Lightning can be deadly — and it just was. Here’s how not to become a statistic

Lightning safety tips

Watch a NOAA video about being safe when thunderstorms and lighting approach.
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Watch a NOAA video about being safe when thunderstorms and lighting approach.

A motorcycle rider in Ormond Beach died after his helmet was struck by lightning while riding on Interstate 95 on Sunday, bringing attention to just how powerful Mother Nature can be.

Lightning, an enormous spark of electricity in the atmosphere between clouds or between a cloud and the ground, can kill.

According to the Centers for Disease Control and Prevention, being struck is thankfully rare: The odds in a given year are around 1 in 500,000.

Still, Florida is considered the “lightning capital” of the country, with more than 2,000 related injuries over the past 50 years.

The Sunshine State leads the United States in terms of annual lightning fatalities.

The months of June, July and August are considered the deadliest for Florida as more people spend time outdoors.

There were 20 lightning-related fatalities in 2018, according to the National Weather Service. Seven of those occurred in Florida.

In the beginning of last month, two giraffes were killed by lightening at Lion Country Safari.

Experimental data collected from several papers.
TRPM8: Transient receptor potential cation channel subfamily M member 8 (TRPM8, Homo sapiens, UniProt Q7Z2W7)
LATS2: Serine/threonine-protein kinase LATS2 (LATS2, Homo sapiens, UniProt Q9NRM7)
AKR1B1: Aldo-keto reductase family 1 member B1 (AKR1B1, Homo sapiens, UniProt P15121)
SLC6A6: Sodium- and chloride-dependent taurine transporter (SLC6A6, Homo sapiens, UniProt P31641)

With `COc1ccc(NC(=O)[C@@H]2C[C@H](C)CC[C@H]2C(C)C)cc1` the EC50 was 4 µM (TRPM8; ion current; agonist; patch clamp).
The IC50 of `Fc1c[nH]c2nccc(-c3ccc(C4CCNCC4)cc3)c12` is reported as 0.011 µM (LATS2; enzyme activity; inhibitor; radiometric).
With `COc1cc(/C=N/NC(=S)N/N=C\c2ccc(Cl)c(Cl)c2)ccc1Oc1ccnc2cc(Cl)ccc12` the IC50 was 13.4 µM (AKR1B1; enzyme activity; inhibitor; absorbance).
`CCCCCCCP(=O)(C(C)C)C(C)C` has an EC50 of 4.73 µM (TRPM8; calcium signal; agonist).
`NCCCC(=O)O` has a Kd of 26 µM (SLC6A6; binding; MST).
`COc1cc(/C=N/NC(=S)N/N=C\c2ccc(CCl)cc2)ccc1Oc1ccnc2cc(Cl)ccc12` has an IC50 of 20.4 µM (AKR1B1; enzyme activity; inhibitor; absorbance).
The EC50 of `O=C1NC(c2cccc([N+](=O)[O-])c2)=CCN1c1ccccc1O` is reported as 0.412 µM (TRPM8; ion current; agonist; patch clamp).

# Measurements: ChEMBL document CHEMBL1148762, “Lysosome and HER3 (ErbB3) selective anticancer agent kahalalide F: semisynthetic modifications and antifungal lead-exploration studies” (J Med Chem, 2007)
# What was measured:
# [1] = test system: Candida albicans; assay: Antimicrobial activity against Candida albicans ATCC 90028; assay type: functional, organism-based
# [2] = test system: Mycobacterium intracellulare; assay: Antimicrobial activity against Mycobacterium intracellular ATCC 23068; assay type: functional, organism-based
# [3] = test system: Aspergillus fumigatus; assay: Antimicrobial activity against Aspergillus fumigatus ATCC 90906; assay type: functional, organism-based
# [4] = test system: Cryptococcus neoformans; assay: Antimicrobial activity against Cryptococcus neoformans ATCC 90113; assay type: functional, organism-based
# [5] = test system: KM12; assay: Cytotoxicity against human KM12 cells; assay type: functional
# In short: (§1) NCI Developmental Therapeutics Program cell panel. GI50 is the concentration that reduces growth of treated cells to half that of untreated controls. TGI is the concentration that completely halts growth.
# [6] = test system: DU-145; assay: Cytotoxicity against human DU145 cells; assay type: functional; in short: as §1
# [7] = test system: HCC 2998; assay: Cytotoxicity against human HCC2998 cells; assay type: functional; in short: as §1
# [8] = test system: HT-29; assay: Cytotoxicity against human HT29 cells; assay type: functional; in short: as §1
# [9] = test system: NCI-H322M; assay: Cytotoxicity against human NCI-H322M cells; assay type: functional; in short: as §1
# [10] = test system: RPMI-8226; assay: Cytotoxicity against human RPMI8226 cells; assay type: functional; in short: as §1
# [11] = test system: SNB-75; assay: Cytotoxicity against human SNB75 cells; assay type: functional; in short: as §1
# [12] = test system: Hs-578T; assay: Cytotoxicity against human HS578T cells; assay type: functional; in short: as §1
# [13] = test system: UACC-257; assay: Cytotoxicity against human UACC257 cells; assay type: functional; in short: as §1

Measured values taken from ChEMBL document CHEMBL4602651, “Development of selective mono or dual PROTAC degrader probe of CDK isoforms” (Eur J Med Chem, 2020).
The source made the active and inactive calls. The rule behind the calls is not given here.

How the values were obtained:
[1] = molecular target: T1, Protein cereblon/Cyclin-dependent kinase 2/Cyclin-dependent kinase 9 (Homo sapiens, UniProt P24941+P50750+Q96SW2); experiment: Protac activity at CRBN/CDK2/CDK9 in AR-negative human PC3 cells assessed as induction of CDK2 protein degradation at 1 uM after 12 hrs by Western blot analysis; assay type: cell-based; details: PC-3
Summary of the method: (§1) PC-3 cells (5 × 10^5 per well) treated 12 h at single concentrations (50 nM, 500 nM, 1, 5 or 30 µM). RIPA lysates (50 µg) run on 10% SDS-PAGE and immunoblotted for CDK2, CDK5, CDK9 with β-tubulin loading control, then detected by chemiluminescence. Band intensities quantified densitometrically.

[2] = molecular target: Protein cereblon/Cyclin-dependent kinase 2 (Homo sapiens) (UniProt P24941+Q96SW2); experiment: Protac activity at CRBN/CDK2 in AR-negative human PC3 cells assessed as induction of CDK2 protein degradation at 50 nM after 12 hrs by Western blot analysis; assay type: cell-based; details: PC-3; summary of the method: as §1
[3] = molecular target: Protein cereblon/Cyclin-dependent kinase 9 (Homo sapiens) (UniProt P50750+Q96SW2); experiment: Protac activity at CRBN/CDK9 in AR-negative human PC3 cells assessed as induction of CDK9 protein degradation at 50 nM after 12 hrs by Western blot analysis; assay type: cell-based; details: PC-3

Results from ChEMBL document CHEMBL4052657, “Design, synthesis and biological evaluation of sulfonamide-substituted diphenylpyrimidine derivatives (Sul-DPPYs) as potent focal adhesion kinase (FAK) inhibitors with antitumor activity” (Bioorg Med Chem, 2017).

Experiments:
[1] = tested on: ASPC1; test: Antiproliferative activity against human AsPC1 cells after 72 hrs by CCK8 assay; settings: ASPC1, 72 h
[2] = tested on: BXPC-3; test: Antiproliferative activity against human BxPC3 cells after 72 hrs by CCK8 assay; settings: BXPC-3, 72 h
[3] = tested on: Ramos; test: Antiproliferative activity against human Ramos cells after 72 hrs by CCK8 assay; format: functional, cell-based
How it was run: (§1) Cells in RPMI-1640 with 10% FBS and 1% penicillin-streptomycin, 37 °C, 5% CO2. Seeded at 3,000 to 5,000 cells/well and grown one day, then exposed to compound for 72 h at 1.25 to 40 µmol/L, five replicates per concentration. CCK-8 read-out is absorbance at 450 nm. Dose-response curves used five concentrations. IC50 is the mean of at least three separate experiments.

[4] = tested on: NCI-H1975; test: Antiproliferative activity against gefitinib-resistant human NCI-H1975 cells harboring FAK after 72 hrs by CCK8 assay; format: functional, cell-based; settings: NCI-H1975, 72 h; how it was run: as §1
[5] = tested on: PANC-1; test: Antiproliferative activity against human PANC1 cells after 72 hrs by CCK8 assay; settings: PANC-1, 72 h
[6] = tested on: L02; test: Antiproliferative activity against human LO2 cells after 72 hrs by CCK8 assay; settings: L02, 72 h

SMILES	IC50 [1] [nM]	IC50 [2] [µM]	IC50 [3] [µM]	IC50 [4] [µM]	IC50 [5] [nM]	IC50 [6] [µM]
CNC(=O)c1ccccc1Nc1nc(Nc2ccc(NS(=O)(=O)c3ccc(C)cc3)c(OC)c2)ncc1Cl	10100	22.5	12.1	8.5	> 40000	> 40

Here is a guide on keeping safe:

How do your protect yourself from becoming a statistic?

By being smart and playing it safe.

Your best bet when you see the first flash?

Stay inside in an enclosed structure, according to the CDC. If that’s impossible, find a “substantial, non-concrete shelter” or get to your metal topped car, with the windows rolled up.

“Staying out in the open is a big no-no,” said AccuWeather meteorologist Evan Duffey.

The National Weather Service explains the four types of thunderstorms: single cell; multi-cell cluster; squall line; and supercell. Thunderstorms can produce dangerous lightning, damaging hail and winds, tornadoes and flash flooding.

What if there is no shelter?

If absolutely no shelter is available, advises the CDC, crouch low, with as little of your body touching the ground as possible.

What should I avoid?

If you’re in the water, which acts as a conductor, get out.

And forget about hiding under a tree. Lightning is attracted to the tallest point of a conductor.

If the tip of a tree is struck, the current can travel down and hit the human conductor.

Avoid any and all electronic equipment. Using a land-line telephone is not prudent because it’s connected by wires to the outside.

An Apopka, Florida canine police officer escaped injury this week after a bolt of lightning struck very near the police department parking lot. The bolt knocked out the power to the building and damaged multiple electrical transformers.

Types of lightning

According to the National Severe Storms Laboratory, there are three main types of lightning: created inside one (thunder) cloud, between two clouds, or between a cloud and the ground.

The effects

Lightning, which can reach temperatures of up to 50,000 degrees, can travel through wires and produce shocks.

Phones and tires?

According to the National Weather Service, rubber tires do not protect or ground you (it’s a myth that they do). It is the vehicle’s metal roof and sides.

Cellphones are safe to use during a storm.

When to act

A good rule of thumb is the so called 30-30 rule.

When you see lightning, begin counting to 30. If you hear thunder before you reach 30, go indoors. Suspend activities for at least 30 minutes after the last clap of thunder.

For more tips on safety, go to the National Severe Storms Laboratory’s site under frequently asked questions.

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